August 2016 was the hottest month

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The record: August 2016 was the hottest month measured since contemporary records began in 1880, according to a NASA analysis. It was not only the hottest August ever, but also it ties July 2016 as the hottest month ever—an extraordinary occurrence.

In other words, you just lived through the hottest month in meteorological history and likely in human history. And then you did it again.

The August record was last broken in: 2014.

Why it’s so scary: There are three big reasons.

First, it’s the 11th straight month to break the previous monthly heat record, according to NASA. In other words, in 2015, the hottest October ever took place, and it was followed by the hottest November ever, and then by the hottest December ever—and this sequence continued right up to the present.

The National Oceanic and Atmospheric Administration (NOAA) keeps separate records, and its streak of record-breaking months stretches even further back in time: Every month since May 2015 has been the hottest version of that month ever, according to the agency. (NOAA and NASA’s models vary in how they estimate weather where there are few sensors, such as the Arctic Ocean and the Southern Ocean.)

Second, August’s record essentially ensures that 2016 will be the warmest year on record. 2016 could wind up being as much as 1 degree Celsius hotter than the pre-industrial temperature average. This is a stark accomplishment when you consider that the nations of the world committed last year to limit global warming to 1.5 degrees Celsius above the pre-industrial average. We are two-thirds of the way there already.

This animation of every previous year’s temperature record highlights just how anomalous 2016 is:

Third, it’s scary for reasons unrelated to this particular record. When I talked to Gavin Schmidt, the director of the main NASA climate model, he downplayed any one particular record. “Whether one year is 0.1 degree warmer than any other—it doesn’t mean too much,” he told me. “The main issue is the longterm trend shows the planet is 1 degree Celsius, almost 2 degrees Fahrenheit, warmer than it was during the 19th century. That has a very large impact on polar ice, on agriculture, on coastal erosion, on water safety. It’s a century-long trend at this point.”

He went on: “That this is the hottest July ever, followed by the hottest August ever, is interesting but it’s not significant. If it had happened differently or not at all, the longterm warming trend would be the same. We like anniversaries and records, but what the world is doing while we talk is changing. And that’s the big takeaway.”

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Third, it’s scary for reasons unrelated to this particular record. When I talked to Gavin Schmidt, the director of the main NASA climate model, he downplayed any one particular record. “Whether one year is 0.1 degree warmer than any other—it doesn’t mean too much,” he told me. “The main issue is the longterm trend shows the planet is 1 degree Celsius, almost 2 degrees Fahrenheit, warmer than it was during the 19th century. That has a very large impact on polar ice, on agriculture, on coastal erosion, on water safety. It’s a century-long trend at this point.”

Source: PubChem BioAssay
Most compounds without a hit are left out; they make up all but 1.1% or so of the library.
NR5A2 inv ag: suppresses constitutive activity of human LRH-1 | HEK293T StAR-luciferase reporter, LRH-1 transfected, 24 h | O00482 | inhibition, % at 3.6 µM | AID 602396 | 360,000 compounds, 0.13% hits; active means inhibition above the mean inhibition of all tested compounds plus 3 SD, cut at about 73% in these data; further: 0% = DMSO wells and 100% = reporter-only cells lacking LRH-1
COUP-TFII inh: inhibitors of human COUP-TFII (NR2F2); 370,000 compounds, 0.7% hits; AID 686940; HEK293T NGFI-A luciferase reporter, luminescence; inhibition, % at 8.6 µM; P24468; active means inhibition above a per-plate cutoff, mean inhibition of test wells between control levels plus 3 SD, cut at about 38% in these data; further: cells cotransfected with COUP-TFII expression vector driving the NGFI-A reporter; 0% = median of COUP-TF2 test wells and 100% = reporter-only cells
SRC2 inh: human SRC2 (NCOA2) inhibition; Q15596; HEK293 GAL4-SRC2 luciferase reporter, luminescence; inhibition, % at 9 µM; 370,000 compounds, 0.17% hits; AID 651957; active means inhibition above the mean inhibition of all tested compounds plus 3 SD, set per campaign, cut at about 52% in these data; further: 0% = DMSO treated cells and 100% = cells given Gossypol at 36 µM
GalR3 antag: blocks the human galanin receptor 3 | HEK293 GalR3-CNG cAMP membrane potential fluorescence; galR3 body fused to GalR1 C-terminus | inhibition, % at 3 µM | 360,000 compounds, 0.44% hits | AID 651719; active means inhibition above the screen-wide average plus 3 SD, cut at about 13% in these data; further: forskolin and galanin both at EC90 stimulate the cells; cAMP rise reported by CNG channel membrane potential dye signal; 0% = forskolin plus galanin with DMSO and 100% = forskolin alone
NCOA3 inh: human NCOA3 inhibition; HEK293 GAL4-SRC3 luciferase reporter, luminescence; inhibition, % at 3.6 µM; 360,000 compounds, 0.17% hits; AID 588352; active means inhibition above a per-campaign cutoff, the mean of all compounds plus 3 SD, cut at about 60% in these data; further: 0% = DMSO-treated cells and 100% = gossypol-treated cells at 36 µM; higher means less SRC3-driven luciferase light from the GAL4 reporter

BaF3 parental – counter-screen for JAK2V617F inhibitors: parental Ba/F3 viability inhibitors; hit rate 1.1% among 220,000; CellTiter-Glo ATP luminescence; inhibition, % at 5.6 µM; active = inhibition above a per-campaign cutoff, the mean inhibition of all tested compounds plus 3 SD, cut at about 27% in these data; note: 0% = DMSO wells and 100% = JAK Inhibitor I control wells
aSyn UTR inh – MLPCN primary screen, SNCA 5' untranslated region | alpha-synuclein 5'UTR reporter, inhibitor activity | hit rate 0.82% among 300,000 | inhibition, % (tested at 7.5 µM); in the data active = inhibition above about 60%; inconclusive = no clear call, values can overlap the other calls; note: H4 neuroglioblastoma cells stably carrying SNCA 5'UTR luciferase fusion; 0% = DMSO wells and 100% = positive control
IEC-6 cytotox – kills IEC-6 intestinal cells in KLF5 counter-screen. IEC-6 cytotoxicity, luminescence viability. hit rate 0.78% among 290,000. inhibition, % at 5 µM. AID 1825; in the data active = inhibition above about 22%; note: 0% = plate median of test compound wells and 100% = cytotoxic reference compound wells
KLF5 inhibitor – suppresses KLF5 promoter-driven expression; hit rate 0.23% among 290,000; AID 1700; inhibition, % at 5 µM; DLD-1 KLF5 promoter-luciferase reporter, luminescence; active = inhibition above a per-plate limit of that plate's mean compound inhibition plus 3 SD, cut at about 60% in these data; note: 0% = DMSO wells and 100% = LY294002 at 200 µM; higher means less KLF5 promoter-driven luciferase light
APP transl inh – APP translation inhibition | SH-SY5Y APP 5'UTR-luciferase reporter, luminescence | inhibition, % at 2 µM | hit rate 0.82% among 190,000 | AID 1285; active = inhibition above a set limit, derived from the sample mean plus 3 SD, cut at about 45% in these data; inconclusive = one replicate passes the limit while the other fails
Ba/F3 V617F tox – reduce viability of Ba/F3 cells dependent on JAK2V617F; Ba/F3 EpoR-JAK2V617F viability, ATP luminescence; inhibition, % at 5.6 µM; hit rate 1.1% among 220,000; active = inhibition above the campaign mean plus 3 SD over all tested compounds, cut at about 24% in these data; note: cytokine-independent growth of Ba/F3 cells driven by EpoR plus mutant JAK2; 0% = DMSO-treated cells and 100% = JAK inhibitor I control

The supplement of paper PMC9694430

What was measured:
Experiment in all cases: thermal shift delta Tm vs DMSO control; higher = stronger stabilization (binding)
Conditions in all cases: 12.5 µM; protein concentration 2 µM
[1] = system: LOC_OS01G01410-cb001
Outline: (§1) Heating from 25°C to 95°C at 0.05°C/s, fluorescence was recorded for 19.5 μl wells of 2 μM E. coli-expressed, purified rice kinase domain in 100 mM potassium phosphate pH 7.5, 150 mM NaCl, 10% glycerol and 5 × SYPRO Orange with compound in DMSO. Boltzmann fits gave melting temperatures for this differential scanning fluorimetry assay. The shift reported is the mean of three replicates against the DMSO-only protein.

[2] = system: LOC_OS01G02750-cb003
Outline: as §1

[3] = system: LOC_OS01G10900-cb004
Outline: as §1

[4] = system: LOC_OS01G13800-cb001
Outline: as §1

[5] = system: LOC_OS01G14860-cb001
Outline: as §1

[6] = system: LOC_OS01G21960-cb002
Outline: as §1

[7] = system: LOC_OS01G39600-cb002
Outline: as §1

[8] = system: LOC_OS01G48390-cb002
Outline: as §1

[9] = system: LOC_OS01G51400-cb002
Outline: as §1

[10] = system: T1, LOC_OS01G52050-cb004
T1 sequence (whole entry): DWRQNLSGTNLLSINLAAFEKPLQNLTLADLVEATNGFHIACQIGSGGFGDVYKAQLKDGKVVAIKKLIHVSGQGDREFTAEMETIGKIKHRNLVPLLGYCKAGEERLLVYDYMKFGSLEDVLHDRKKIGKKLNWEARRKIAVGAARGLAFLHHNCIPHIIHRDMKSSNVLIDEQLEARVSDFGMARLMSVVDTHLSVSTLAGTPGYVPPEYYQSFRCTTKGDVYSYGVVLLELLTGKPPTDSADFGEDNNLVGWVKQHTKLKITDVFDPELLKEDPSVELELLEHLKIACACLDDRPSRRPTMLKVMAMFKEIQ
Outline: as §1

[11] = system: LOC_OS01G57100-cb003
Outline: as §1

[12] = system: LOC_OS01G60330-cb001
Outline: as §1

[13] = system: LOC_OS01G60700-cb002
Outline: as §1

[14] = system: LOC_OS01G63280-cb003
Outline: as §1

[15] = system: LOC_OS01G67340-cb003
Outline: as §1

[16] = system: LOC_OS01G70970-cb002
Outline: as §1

He went on: “That this is the hottest July ever, followed by the hottest August ever, is interesting but it’s not significant. If it had happened differently or not at all, the longterm warming trend would be the same. We like anniversaries and records, but what the world is doing while we talk is changing. And that’s the big takeaway.”

The record: July 2016 was the hottest month ever recorded, according to NASA. Not just the most anomalously warm month, or the hottest July ever recorded—the hottest month as measured by the thermometer since 1880, when modern climate records began. Last month, the average temperature across Earth’s land and oceans was 0.84 degrees Celsius (1.51 degrees Fahrenheit) warmer than the average.

This record was last broken: Last year. Before that, you have to go back to July 1998, the wake of the last major El Niño. July is generally the hottest month of the year, so in a warm year, it tends to be the hottest ever measured. And 2016 has been an unusually warm year: July 2016 is likely to be the 15th consecutive month that has broken its own previous temperature record in NOAA’s data. That is: Every month since May 2015 has been the hottest version of itself ever recorded.

Why it’s so scary: Because 2016 already looks really, really hot. The first seven months of the year—January to July—constitute the hottest January to July ever recorded, beating a record last set in 2010. Gavin Schmidt, a climatologist at NASA, said there was a “99 percent chance” that 2016 would break an annual heat record.

At some point later this year, these records will likely taper off. Heat records so far in 2016 have been juiced by El Niño, an unusually warm pattern in the Pacific Ocean that itself might have been addled by climate change. But even so: 2016 simply has no precedent in the record books.

Source: https://www.theatlantic.com/notes/2016/08/july-2016-was-the-hottest-month-ever-recorded/496016/


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